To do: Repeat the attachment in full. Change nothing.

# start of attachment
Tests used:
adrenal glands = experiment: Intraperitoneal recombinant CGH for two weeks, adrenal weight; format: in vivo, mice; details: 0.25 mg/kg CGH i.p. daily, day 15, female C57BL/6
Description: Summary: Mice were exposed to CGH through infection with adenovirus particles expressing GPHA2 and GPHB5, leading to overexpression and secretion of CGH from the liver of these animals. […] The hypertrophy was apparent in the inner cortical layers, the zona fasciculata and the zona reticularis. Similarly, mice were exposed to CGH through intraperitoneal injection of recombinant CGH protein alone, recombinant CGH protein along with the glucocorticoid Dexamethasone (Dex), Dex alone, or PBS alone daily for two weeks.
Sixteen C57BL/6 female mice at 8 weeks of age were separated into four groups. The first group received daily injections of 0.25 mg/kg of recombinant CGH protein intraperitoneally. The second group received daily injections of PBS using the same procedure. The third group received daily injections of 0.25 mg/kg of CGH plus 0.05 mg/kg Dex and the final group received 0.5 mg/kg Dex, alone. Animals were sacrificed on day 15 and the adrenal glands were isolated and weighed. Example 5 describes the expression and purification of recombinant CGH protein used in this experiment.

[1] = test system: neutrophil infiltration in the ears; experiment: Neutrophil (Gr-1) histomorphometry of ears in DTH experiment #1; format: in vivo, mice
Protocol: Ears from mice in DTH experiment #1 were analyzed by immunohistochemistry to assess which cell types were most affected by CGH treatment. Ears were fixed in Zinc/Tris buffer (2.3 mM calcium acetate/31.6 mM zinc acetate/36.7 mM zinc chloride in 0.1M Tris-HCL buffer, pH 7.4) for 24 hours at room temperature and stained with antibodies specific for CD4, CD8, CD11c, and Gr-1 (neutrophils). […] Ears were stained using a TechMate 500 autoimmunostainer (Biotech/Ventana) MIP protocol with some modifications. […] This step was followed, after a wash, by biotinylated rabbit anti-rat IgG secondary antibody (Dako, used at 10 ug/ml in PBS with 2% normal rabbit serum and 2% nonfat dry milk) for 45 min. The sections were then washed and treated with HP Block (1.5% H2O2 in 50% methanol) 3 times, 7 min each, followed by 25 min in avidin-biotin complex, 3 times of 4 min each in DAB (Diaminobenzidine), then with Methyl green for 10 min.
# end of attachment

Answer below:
Tests used:
adrenal glands = experiment: Intraperitoneal recombinant CGH for two weeks, adrenal weight; format: in vivo, mice; details: 0.25 mg/kg CGH i.p. daily, day 15, female C57BL/6
Description: Summary: Mice were exposed to CGH through infection with adenovirus particles expressing GPHA2 and GPHB5, leading to overexpression and secretion of CGH from the liver of these animals. […] The hypertrophy was apparent in the inner cortical layers, the zona fasciculata and the zona reticularis. Similarly, mice were exposed to CGH through intraperitoneal injection of recombinant CGH protein alone, recombinant CGH protein along with the glucocorticoid Dexamethasone (Dex), Dex alone, or PBS alone daily for two weeks.
Sixteen C57BL/6 female mice at 8 weeks of age were separated into four groups. The first group received daily injections of 0.25 mg/kg of recombinant CGH protein intraperitoneally. The second group received daily injections of PBS using the same procedure. The third group received daily injections of 0.25 mg/kg of CGH plus 0.05 mg/kg Dex and the final group received 0.5 mg/kg Dex, alone. Animals were sacrificed on day 15 and the adrenal glands were isolated and weighed. Example 5 describes the expression and purification of recombinant CGH protein used in this experiment.

[1] = test system: neutrophil infiltration in the ears; experiment: Neutrophil (Gr-1) histomorphometry of ears in DTH experiment #1; format: in vivo, mice
Protocol: Ears from mice in DTH experiment #1 were analyzed by immunohistochemistry to assess which cell types were most affected by CGH treatment. Ears were fixed in Zinc/Tris buffer (2.3 mM calcium acetate/31.6 mM zinc acetate/36.7 mM zinc chloride in 0.1M Tris-HCL buffer, pH 7.4) for 24 hours at room temperature and stained with antibodies specific for CD4, CD8, CD11c, and Gr-1 (neutrophils). […] Ears were stained using a TechMate 500 autoimmunostainer (Biotech/Ventana) MIP protocol with some modifications. […] This step was followed, after a wash, by biotinylated rabbit anti-rat IgG secondary antibody (Dako, used at 10 ug/ml in PBS with 2% normal rabbit serum and 2% nonfat dry milk) for 45 min. The sections were then washed and treated with HP Block (1.5% H2O2 in 50% methanol) 3 times, 7 min each, followed by 25 min in avidin-biotin complex, 3 times of 4 min each in DAB (Diaminobenzidine), then with Methyl green for 10 min.